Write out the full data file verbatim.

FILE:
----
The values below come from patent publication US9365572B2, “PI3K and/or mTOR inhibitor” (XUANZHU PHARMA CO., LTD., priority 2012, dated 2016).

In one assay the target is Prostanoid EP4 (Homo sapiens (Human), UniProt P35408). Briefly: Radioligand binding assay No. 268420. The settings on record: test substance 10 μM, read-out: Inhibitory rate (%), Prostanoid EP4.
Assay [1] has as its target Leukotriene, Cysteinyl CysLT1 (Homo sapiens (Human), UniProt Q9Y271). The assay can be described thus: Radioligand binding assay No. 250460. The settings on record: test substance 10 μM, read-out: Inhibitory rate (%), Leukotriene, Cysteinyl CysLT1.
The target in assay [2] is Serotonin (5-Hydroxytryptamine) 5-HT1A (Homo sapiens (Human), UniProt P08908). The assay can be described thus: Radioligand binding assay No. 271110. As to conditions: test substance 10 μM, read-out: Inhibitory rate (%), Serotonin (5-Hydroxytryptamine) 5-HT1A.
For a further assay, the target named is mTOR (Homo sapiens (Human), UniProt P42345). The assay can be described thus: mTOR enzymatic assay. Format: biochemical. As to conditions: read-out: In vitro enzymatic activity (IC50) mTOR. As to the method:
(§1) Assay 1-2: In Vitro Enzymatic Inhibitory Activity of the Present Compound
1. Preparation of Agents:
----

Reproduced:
The values below come from patent publication US9365572B2, “PI3K and/or mTOR inhibitor” (XUANZHU PHARMA CO., LTD., priority 2012, dated 2016).

In one assay the target is Prostanoid EP4 (Homo sapiens (Human), UniProt P35408). Briefly: Radioligand binding assay No. 268420. The settings on record: test substance 10 μM, read-out: Inhibitory rate (%), Prostanoid EP4.
Assay [1] has as its target Leukotriene, Cysteinyl CysLT1 (Homo sapiens (Human), UniProt Q9Y271). The assay can be described thus: Radioligand binding assay No. 250460. The settings on record: test substance 10 μM, read-out: Inhibitory rate (%), Leukotriene, Cysteinyl CysLT1.
The target in assay [2] is Serotonin (5-Hydroxytryptamine) 5-HT1A (Homo sapiens (Human), UniProt P08908). The assay can be described thus: Radioligand binding assay No. 271110. As to conditions: test substance 10 μM, read-out: Inhibitory rate (%), Serotonin (5-Hydroxytryptamine) 5-HT1A.
For a further assay, the target named is mTOR (Homo sapiens (Human), UniProt P42345). The assay can be described thus: mTOR enzymatic assay. Format: biochemical. As to conditions: read-out: In vitro enzymatic activity (IC50) mTOR. As to the method:
(§1) Assay 1-2: In Vitro Enzymatic Inhibitory Activity of the Present Compound
1. Preparation of Agents: